"Childcare is not a high paying profession and anyone who gets into nannying looking for money is deluded."

Depends. For the difficulty of the work involved and the qualifications necessary it can be relatively high-paying. There is also the benefit of having a decent amount of paid time to do your own thing (depending on the family). You don't "have" to take a lunch break, you get paid for the entire time you're physically there, and they want you there a lot--which means more hours than a 9-5-with-lunch-break. You don't have to pay for office clothes. You often have food provided for you--usually one or two, maybe even three meals a day. Get paid cash, so no payroll taxes. All in all, money-wise it's a hell of a lot better than retail and better than the vast majority of entry-level office jobs.


"Nannies are a bit different from other domestic workers (e.g. housekeepers). I've never met a parent who screws around with their nanny, either on pay or hours. This is a person who has access to your children for several hours a day -- the last thing you want to do is give her a reason to be pissed at you, or work her so hard that she's tired and distracted all the time."

Bullshit. I know you are saying this in good faith, so don't take this as an attack, but this is absolute bullshit. Parents will and do run their nannies ragged, exploit them, etc. They take the chance that their nanny won't abuse their children to get back at them because nannies are mostly good people who don't abuse children. The flip side to this is that nannies have a lot of affection for the children in their care and I have seen parents leverage that to push for more and more from their nannies. They take the chance that their nanny will treat the children kindly anyway. They may also suspect that their nannies don't want to leave the children they have grown to love. And yeah, we often do grow to love the children in our care. (Not going to write about this on a personal level because it will make me cry but yeah, it happens a lot.)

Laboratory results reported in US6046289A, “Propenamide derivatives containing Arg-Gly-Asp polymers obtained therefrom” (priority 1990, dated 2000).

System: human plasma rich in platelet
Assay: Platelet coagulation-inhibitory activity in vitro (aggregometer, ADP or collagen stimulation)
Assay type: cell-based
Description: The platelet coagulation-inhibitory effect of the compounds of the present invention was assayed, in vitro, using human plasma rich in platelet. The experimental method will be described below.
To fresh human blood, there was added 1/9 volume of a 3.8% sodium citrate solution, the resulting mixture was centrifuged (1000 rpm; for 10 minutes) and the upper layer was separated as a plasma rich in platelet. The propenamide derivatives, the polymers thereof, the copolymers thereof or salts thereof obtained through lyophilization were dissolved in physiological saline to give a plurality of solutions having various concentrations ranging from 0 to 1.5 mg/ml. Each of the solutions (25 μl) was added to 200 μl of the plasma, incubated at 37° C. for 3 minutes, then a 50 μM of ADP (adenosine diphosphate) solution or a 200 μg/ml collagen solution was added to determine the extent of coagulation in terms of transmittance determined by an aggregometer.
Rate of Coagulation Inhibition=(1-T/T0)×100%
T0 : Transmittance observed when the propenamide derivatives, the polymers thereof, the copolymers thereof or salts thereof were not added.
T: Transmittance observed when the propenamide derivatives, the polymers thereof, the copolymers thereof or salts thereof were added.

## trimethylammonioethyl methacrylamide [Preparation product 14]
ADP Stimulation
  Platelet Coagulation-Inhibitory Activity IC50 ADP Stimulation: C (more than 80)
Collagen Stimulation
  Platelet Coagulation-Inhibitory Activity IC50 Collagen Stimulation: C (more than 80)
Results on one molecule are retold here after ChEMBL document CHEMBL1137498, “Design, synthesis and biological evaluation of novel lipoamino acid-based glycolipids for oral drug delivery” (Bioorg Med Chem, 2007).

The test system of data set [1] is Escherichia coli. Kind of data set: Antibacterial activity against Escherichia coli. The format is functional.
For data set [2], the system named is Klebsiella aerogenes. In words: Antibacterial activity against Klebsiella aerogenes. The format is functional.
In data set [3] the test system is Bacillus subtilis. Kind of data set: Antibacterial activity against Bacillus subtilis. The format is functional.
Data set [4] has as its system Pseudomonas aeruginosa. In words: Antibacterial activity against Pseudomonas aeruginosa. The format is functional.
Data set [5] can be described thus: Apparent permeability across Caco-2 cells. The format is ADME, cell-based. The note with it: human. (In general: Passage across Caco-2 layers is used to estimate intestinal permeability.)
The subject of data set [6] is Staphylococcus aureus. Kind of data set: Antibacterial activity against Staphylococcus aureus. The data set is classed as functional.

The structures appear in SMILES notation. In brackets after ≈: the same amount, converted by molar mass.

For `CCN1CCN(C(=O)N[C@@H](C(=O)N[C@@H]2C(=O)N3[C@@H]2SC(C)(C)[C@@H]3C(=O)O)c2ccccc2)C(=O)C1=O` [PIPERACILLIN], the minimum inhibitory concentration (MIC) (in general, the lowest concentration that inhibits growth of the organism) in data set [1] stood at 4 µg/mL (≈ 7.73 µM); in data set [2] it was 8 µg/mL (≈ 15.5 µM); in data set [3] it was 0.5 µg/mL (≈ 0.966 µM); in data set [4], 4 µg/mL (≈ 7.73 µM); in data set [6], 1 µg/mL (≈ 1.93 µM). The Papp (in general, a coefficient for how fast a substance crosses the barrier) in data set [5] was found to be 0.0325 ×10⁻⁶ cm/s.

"What are the duties of a modern nanny? Is it really just glorified babysitting (not meaning that to be a snarky term -- trying to put it into context for myself), or is there more going on?"

Depends on the class and race of the nanny. There is a great academic book about this that found that one can easily divide nannies into two categories. Category one, the white, middle class, college-ish educated nanny: mothers treat us as peers and class-compatriots and our duties are strictly limited to only those things that directly relate to the children. No waxing the floors, no laundry or cooking for the entire household. Category two, poor immigrants: they are expected to do heavy housekeeping, laundry for everyone, cooking for everyone; this is the domestic-staff-rolled-into one that hippybear is talking about.

There is a very stark divide in terms of pay and expectations between the two categories. We are hearing here from grapefruitmoon who is providing a good perspective, but note that she has experience and knowledge of only one kind of nanny.